Through this process of “gradual engagement,” Tomasulo says, the patient begins to feel more safe and open to sharing whatever else is going on in his or her head.
“One way of thinking about schizophrenia is that it’s a brain disease,” he says. “Another is that it’s how somebody expresses their most difficult experiences in a way that they can’t yet put into words, so they use hallucinations and delusions to express themselves.”
By learning other ways of talking about difficult experiences, he adds, the patient no longer needs those symptoms anymore and they “resolve.”
Both Tomasulo and Steingard, who are halfway through 100 hours of training in the Open Dialogue method at the Institute for Dialogic Practice, in Northampton, Mass., emphasize that this method is not “antimedication,” as it’s sometimes characterized. Patients treated with Open Dialogue can also be on antipsychotic medication.
But as Tomasolu explains, “Under the old system, if somebody didn’t want to take medications, there was little we had to offer them. This is just another approach, another tool in the toolbox.”
Because Open Dialogue is so new to Vermont, its results are still preliminary and inconclusive. Nevertheless, since reading Whitaker’s book, Steingard has tracked the outcomes of 55 of her patients. In one year, she’s seen a 30 percent reduction in their consumption of antipsychotic drugs. Only two have had to be rehospitalized.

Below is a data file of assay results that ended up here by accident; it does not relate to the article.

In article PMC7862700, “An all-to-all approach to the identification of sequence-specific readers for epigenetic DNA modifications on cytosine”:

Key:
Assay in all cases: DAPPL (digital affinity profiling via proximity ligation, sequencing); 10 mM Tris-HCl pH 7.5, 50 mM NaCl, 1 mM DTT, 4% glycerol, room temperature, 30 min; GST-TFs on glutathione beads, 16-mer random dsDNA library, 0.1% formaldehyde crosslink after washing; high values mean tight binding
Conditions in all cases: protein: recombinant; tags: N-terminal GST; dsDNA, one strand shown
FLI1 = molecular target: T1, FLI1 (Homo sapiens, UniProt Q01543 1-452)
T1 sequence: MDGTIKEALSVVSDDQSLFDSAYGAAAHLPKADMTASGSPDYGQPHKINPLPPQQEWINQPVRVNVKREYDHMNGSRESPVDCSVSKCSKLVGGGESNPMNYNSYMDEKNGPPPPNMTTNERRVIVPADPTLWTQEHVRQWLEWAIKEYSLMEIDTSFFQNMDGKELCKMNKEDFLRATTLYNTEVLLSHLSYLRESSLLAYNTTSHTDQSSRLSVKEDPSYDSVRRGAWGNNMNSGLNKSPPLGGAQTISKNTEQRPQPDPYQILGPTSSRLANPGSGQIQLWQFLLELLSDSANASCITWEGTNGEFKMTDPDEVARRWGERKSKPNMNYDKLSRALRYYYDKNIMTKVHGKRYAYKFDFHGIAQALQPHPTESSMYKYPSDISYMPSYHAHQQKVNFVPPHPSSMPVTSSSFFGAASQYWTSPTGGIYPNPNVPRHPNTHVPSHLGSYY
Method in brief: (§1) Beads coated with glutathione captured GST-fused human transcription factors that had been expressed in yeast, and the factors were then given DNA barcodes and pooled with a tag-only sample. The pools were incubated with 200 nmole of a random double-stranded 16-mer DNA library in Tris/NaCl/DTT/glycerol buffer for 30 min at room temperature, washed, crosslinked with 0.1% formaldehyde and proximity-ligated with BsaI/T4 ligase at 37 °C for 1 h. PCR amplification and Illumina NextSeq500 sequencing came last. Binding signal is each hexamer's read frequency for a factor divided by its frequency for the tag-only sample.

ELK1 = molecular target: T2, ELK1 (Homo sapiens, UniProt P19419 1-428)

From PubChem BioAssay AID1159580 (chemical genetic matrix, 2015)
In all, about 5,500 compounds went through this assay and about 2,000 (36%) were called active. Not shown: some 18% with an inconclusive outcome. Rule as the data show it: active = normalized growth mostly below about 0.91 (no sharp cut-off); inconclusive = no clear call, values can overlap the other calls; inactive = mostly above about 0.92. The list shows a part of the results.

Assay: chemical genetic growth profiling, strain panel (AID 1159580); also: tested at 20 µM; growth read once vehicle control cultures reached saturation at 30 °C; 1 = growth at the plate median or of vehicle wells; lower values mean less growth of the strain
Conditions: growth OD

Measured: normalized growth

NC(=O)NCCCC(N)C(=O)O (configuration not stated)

State mental health officials say they’re “very interested in the Open Dialogue model and how it could help improve the Vermont mental health system,” says Nick Nichols, director of policy at the Vermont Department of Mental Health. Nichols says that if the HowardCenter’s pilot project proves successful, the state will consider expanding it to other pilot sites.
Dr. Alice Hershey Silverman is a psychiatrist in Montpelier and until last year served as president of the Vermont Psychiatric Association. She knows Whitaker well and is “very familiar” with Open Dialogue therapy, calling it “a radical approach, given where American psychiatry is today. But I think it’s a very exciting approach.”
Silverman, who’s been practicing psychiatry since 1981, says Whitaker’s findings are consistent with what she’s seen over the years in her own practice.
“My clinical experience has been that these drugs don’t work so well, that people with these illnesses don’t get better,” Silverman says. “My schizophrenia and psychotic patients are unemployed, marginal. They’re not doing well in their lives.”
Like Steingard, Silverman says Whitaker’s book “changed my practice dramatically.” While she’s not using the Open Dialogue method per se, she’s completely rethought her entire approach to medication, not only antipsychotics but all psychotropic drugs. Today, she estimates that 60 to 70 percent of her patients on antipsychotic meds are now “tapering” off them. She’s carefully monitoring their progress and plans to eventually publish her results.
Other members of Vermont’s mental health community are equally intrigued by this therapy, as evidenced by the several hundred clinicians who converged on the Capitol Plaza Hotel in Montpelier on December 7 for a half-day presentation and discussion on Open Dialogue by Mary Olson, founder of the Institute for Dialogic Practice.
But even if the results in Vermont don’t prove quite as impressive as those in Finland, Steingard says the method has already “shifted the paradigm” on her approach to treating patients with psychoses.
“I love the inherent humanity of this approach,” she says. “Even if I continue to find that I need to use medications to help people through first-episode psychoses, I really like this method of talking to people.”